Me, a White person
I never told my friend or even dared to talk about it for lack of evidence, but I was able to confirm my suspicions recently. She will find out what happened by reading this post.
A few years ago, a nice cafe opened in my city, with its colorful canapes, cappuccinos, and cupcakes in a warm and cozy atmosphere. I have been there a few times and have always been greeted with a big smile by the owner. On one of my birthdays, my friend suggested we have breakfast together and I suggested this place. I arrived a little early, I was received in the usual manner, sat down and waited for my friend. She arrived pretty and dapper and joined me where I was sitting. But when the owner came to take our order, the welcome was cold and extremely unpleasant. I felt very uncomfortable. I could hardly swallow my breakfast. My friend didn't seem to notice anything. I looked at the other tables around us and their welcome was one of the usual smiles. I wondered why we were being treated this way, trying to find the detail that made the difference at our table. It took a while to admit it, but the only visible difference was the color of my friend's skin.
My suspicions were recently confirmed by reading an article on Trip Advisor about this cafe. Among many positive reviews, there was one extremely critical of the welcome that was given to my friend, recounted in detail. The person had come to the conclusion that she had been badly received because she was black.
If I took a long time to admit that this execrable service was due to the fact that my friend was black, it was not because I believe that racism does not exist but the contrary. After all, I was born in Rio de Janeiro, I have witnessed open, violent and cruel racism during all the twenty-five years that I lived there, but I wanted to have proof in order to avoid unfairly accusing someone of such vile behavior. At the same time, openly observing this subtle and pernicious racism made me wonder. Especially because my friend didn't even notice the coldness and harshness with which we were treated: for her, everything was “normal”. I thought that maybe it was because such treatment was not so unusual for her. I also said to myself, sadly, that beyond the open and inhuman violence of which blacks have been victims for centuries in the West, beyond discrimination at work and in the police treatment, they live in a hostile world. Me, a White person, I do not go back to places that offer me such a welcome. But what choice would they have? Could this be the treatment they face on a daily basis? I will never know.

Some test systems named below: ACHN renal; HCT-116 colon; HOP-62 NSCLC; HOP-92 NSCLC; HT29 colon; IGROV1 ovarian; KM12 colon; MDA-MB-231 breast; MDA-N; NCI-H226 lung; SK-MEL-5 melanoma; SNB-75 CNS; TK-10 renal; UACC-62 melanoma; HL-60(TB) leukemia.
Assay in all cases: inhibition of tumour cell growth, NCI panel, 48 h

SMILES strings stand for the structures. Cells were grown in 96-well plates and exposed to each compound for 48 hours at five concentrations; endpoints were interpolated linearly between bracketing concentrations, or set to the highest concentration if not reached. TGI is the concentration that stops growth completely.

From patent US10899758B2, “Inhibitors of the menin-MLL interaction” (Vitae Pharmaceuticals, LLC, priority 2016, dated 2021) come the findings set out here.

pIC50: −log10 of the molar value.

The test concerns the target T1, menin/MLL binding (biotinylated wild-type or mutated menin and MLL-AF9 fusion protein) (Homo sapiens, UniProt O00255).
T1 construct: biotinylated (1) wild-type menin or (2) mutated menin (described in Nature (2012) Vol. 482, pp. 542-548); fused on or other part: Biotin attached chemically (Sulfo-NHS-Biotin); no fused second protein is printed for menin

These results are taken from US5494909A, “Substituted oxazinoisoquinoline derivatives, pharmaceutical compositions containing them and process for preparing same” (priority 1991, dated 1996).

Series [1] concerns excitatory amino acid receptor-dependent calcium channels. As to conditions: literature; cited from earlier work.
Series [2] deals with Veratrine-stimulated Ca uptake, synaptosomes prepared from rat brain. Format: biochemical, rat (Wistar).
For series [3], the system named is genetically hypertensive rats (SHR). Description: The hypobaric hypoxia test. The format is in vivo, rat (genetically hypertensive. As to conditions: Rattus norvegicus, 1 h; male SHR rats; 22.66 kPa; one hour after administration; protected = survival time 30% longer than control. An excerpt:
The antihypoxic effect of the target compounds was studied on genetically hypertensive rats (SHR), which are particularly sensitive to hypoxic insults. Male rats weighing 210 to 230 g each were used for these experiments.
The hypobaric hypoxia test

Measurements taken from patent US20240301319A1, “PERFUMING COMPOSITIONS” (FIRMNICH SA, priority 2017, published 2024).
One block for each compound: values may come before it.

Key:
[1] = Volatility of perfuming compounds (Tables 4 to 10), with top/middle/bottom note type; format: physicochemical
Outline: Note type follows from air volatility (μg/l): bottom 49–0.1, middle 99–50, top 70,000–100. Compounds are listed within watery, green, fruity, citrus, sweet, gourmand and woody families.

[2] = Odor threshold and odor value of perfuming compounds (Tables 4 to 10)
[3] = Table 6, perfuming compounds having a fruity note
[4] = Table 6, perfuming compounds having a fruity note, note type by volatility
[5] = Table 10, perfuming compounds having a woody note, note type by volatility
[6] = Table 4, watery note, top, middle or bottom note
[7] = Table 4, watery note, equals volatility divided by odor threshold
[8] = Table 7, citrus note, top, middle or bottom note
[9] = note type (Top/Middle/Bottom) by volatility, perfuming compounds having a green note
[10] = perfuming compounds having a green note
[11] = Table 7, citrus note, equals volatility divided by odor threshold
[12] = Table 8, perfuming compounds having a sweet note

American Sociologist Robin Diangelo has published a book called “White Fragility” in which she discusses the difficulty that Whites have in presenting themselves through a racialized description: as white. According to her, this difficulty comes from afar, it would be the result of the way in which history is told in our Western societies: “White history is what serves as a standard for history. So the fact that we need to clarify that we are talking about black’s history or women's history suggests that these areas are outside the norm.” In other words, white identity would consist of seeing oneself as free from race. "White fragility" would therefore not be a weakness itself but, on the contrary, a powerful means of racial control and protection of white advantages. The refusal to think of oneself as whites would be, according to this author, a means of perpetuating a society which maintains a real inequality, since whiteness would be associated with neutrality or universality.
This author is not suggesting that individual whites do not encounter obstacles or battles that they must fight against, she simply states that racism is not one of them. And ends by saying that the first step towards a change in the fight against racism would be for whites to recognize themselves as white, members of a system that functions racially, admitting the privileges associated with this characteristic. This system that functions on racism and the privileges for whites is my reason for writing this post.
White Fragility: Why it's so hard for white people to talk about racism. Robin DiAngelo, Paperback, 2018.